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- Thread starter BillKet
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- #2

jedishrfu

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Knowing that, we might find that certain fields of research prefer certain methods to be used over other methods.

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Dale

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No, definitely not. If different methods always gave exactly the same result then there would be no point in having different methods at all.Shouldn't I get the exactly same result both ways?

The errors in y, are they large or can they be neglected?And in case the answer is no, which method should I use and why?

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The data is from a molecular spectroscopy experiment. For people working in the field, this is similar to a King plot fit, but for molecular terms (when the field shift is important). z corresponds to a frequency shift between different molecules, y is the change in radius of one of the atoms of the molecules between different molecules and x is the frequency level that is being tested.

Knowing that, we might find that certain fields of research prefer certain methods to be used over other methods.

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Thank you for your reply! To be honest I wasn't even sure if they can count as different, I assumed they are the same method, but it one case it do it in 2 steps while in the other in one step only.No, definitely not. If different methods always gave exactly the same result then there would be no point in having different methods at all.

The errors in y, are they large or can they be neglected?

The errors on y are a lot smaller than the errors on z. From what I've seen ignoring them doesn't produce a big difference. The errors on z contain also systematic uncertainties and the statistics for them are a lot lower, so the error is quite big.

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Dale

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Then doing a standard least squares fit should be fine. Stepwise first are always a little sketchy, so I would avoid it. The smaller error is most likely producing a larger bias.The errors on y are a lot smaller than the errors on z.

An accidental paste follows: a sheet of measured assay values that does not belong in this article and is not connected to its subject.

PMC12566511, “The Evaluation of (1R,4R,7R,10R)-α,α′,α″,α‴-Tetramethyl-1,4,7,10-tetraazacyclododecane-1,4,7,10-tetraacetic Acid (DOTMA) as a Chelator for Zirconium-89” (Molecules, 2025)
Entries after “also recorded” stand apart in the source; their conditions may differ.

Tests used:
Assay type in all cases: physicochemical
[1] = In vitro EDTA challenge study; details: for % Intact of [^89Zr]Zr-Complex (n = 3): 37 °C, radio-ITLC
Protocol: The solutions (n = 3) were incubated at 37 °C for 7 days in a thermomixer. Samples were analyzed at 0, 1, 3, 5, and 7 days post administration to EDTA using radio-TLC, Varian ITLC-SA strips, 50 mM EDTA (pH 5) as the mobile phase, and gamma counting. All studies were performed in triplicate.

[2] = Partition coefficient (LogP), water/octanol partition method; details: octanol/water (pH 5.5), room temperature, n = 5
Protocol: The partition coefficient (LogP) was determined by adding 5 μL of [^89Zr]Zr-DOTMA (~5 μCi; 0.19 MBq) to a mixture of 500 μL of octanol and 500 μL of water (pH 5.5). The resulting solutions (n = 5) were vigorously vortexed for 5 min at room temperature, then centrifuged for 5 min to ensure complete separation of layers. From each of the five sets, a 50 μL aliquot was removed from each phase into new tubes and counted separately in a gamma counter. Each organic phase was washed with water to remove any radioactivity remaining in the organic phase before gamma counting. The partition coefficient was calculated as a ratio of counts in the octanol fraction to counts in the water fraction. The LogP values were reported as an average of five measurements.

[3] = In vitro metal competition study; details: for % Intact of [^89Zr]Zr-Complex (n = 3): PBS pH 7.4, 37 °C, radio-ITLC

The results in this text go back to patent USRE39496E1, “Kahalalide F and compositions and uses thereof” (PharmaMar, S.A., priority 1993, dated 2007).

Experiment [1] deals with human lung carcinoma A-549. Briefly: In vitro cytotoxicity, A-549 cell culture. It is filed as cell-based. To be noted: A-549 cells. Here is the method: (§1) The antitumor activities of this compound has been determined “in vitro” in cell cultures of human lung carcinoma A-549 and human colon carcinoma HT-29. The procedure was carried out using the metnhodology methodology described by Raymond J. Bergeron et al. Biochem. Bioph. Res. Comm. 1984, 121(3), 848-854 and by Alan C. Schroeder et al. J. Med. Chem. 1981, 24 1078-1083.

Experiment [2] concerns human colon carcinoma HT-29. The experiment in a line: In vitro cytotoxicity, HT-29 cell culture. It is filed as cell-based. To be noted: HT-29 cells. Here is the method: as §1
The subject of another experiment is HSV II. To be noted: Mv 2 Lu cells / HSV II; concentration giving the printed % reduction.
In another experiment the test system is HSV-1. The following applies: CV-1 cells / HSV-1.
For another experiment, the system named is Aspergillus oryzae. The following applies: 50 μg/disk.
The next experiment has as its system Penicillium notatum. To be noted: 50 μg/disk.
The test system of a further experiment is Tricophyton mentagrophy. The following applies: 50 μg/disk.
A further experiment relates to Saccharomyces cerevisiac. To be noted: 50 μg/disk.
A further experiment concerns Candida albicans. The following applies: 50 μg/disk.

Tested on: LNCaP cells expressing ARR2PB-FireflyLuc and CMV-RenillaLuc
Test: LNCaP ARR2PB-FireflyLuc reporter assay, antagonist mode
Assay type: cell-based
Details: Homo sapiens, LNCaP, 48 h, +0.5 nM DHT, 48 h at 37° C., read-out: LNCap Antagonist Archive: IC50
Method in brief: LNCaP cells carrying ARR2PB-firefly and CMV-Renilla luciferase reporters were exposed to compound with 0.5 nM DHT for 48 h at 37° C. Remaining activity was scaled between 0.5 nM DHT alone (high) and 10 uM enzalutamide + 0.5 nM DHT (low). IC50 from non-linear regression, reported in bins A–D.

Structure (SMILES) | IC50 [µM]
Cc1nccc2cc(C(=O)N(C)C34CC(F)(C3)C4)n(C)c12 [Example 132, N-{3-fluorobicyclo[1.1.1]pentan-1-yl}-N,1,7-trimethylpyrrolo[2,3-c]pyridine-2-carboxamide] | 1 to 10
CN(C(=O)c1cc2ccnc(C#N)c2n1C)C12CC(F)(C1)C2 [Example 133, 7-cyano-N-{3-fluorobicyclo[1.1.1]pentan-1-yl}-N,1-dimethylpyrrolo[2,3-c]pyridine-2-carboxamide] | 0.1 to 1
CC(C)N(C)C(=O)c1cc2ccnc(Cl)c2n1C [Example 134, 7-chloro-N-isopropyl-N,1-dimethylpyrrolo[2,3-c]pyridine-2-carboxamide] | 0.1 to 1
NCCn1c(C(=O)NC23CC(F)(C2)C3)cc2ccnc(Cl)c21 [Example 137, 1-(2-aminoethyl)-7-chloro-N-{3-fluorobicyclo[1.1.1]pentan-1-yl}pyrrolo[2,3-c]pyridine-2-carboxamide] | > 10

I would probably fit to the following model ##z= ay + bx + cxy + d## with a standard linear model. In R this model would be written

Code:

`z~x*y`

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Oh I see! So if the fit is good b and d should be consistent with zero, right? Thanks a lot! Could you please explain to me a bit more why doing it in 2 steps gives me a different error (it is actually ~3 times smaller)?Then doing a standard least squares fit should be fine. Stepwise first are always a little sketchy, so I would avoid it. The smaller error is most likely producing a larger bias.

I would probably fit to the following model ##z= ay + bx + cxy + d## with a standard linear model. In R this model would be writtenwhere the inclusion of the other terms is so standard that they are simply assumed. Leaving out intercept terms and lower order terms can introduce bias. This model will give you the best unbiased linear estimator.Code:`z~x*y`

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Dale

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I am surprised that it is that much different. Without the data I can’t really tell. There might be some substantial covariance or multicolinearity that is constrained away in the stepwise approach.Oh I see! So if the fit is good b and d should be consistent with zero, right? Thanks a lot! Could you please explain to me a bit more why doing it in 2 steps gives me a different error (it is actually ~3 times smaller)?

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Please find the data I am using below. The errors are combined statistical and systematic. They come from different experiments (hence the different range of errors). Just to give a bit more details, the function I actually need to fit is this ##z=y(a+b(x+0.5)/4.186)## (just a redefinition of a and b for completeness). Each sub-array of z corresponds to a value of x. For example the second entry of z should be written as: ##0.176=-0.216(a+b(0+0.5)/4.186)## Please let me know if I can provide further details.I am surprised that it is that much different. Without the data I can’t really tell. There might be some substantial covariance or multicolinearity that is constrained away in the stepwise approach.

$$y = [-0.312, -0.216, -0.080, 0. , 0.210 ]$$

$$y_{err}=[0.015, 0.010, 0.004, 0.00001,0.01]$$

$$x=[0,1,2,3]$$

$$z = [[ 0.268, 0.176, 0.117 , -0. , -0.184],

[ 0.277, 0.177, 0.100, -0. , -0.179]

[ 0.274, 0.178, 0.121, -0. , -0.250]

[ 0.298, 0.063, 0.001, -0. , -0.374 ]]$$

$$z_{err}=[[0.008, 0.015, 0.028, 0.008, 0.021],

[0.005, 0.013 , 0.018, 0.004, 0.012],

[0.014, 0.016, 0.053, 0.016, 0.042],

[0.059, 0.088, 0.163, 0.055, 0.151]]$$